The warning comes less than a week after the Obama administration detailed its progress in stemming the rising tide of foreclosures. While there has been some improvement, it’s largely because the bar was set so low. For example, the administration announced on Nov. 30 that about 375,000 homeowners in trial modifications would convert into permanent ones within four weeks; the administration hit just 18 percent of that target.
In an interview, Richard H. Neiman, New York’s top bank regulator and a member of the Congressional Oversight Panel, the bailout watchdog, said he was going to press the Treasury Department further about HAMP’s low conversion rate.
Meanwhile, foreclosures continue apace. Last year some 2.8 million homeowners entered foreclosure. More are expected this year. Though HAMP aims to reduce foreclosures, the program itself does not forbid mortgage companies from proceeding with foreclosure on HAMP-eligible homeowners. Instead, it merely keeps servicers from holding a final sale on the property. So homeowners often receive letters regarding their modifications while getting phone calls from other units of their servicer threatening foreclosure.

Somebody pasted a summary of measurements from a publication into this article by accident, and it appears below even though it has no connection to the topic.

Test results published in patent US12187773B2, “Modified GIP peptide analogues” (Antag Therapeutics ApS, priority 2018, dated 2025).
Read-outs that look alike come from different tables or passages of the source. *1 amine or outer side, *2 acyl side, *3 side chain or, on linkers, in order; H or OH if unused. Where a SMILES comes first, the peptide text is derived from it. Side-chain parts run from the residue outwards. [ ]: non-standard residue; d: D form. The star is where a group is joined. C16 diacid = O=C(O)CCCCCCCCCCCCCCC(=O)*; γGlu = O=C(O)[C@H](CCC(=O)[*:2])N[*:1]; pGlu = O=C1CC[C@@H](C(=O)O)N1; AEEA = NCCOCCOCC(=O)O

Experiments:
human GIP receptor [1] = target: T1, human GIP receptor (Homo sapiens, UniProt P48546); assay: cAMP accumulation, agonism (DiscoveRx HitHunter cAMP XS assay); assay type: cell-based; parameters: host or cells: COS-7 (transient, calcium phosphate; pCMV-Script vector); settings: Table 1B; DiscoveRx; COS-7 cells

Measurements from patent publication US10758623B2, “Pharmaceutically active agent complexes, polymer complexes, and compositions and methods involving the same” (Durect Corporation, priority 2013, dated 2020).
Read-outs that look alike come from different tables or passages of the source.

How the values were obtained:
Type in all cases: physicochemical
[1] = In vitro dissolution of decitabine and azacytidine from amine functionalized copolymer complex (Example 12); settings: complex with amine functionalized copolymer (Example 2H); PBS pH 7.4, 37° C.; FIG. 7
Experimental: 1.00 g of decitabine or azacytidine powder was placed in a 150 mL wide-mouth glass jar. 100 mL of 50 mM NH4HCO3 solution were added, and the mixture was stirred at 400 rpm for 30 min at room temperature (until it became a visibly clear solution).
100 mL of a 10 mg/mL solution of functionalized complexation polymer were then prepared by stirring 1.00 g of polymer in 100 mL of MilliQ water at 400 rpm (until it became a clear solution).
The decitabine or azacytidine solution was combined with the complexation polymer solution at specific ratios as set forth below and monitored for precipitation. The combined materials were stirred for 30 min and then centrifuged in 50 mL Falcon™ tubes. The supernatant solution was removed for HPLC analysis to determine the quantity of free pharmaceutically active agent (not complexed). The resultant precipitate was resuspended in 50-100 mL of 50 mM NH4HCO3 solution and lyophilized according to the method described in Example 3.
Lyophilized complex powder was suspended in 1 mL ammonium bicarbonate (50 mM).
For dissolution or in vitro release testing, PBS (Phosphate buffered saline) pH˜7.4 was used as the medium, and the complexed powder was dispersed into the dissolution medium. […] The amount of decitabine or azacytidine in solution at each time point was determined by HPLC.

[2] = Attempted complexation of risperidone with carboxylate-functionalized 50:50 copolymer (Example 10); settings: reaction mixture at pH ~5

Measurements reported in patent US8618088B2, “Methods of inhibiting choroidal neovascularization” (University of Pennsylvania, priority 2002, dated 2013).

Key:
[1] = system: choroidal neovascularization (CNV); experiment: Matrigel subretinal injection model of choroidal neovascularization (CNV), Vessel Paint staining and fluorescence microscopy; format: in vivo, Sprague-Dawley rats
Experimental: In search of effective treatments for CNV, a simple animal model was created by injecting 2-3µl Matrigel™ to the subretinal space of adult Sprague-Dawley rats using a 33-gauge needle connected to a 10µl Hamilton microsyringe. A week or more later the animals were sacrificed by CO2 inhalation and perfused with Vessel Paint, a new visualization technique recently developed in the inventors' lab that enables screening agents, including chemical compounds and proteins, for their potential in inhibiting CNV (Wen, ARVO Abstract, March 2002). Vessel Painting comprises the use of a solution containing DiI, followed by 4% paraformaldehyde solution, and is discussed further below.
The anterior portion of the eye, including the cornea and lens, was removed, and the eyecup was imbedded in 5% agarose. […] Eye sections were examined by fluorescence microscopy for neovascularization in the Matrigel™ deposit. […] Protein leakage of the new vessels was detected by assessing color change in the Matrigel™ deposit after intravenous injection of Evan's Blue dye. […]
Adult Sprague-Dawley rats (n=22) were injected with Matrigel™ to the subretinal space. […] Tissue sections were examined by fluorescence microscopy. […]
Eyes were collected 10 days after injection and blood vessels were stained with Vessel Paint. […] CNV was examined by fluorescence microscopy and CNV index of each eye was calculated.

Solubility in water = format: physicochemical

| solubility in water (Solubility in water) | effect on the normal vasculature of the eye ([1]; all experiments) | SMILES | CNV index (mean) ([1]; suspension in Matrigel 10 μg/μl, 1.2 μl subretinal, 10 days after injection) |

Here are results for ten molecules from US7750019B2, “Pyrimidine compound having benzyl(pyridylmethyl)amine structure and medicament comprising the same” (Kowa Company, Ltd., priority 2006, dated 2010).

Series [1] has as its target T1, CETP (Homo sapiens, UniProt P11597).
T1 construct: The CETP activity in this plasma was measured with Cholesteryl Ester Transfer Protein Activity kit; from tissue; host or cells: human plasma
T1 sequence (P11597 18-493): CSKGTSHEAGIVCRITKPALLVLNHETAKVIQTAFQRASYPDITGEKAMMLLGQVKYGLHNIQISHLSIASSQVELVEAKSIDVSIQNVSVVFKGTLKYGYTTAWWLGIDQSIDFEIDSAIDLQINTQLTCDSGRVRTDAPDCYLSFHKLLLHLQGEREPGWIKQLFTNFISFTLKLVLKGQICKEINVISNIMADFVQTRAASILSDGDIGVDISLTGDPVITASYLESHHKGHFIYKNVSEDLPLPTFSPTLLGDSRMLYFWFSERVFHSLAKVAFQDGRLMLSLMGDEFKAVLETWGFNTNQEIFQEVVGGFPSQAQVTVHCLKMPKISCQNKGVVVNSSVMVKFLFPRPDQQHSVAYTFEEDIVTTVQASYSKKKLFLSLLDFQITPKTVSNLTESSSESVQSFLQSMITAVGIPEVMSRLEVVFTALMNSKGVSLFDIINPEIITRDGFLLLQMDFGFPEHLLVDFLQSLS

“In some cases, homeowners have lost their homes while being told they are being considered for a loan modification,” the report notes. “This is unacceptable.”
The group released its latest report in the hope of adding to the discussion and influencing policy. The report is based on data gleaned from 13 of the nation’s 20 biggest mortgage companies, which collectively service nearly 15 million mortgages.
Among the findings:
- Just four out of 10 seriously delinquent borrowers are involved in loss-mitigation efforts. While programs like HAMP have increased that percentage, it’s been outpaced by the rising tide of delinquent loans.
- There’s a backlog in foreclosures and foreclosure-prevention efforts. There are seven loans in process in various foreclosure-prevention programs for every loan that’s actually resolved, a ratio that’s doubled in just the past year. Also, two years ago, the ratio of foreclosures-in-process to completed foreclosures was about 50 percent; it’s about 18 percent now. This “shadow inventory” of foreclosures could rock the housing market if they hit at once.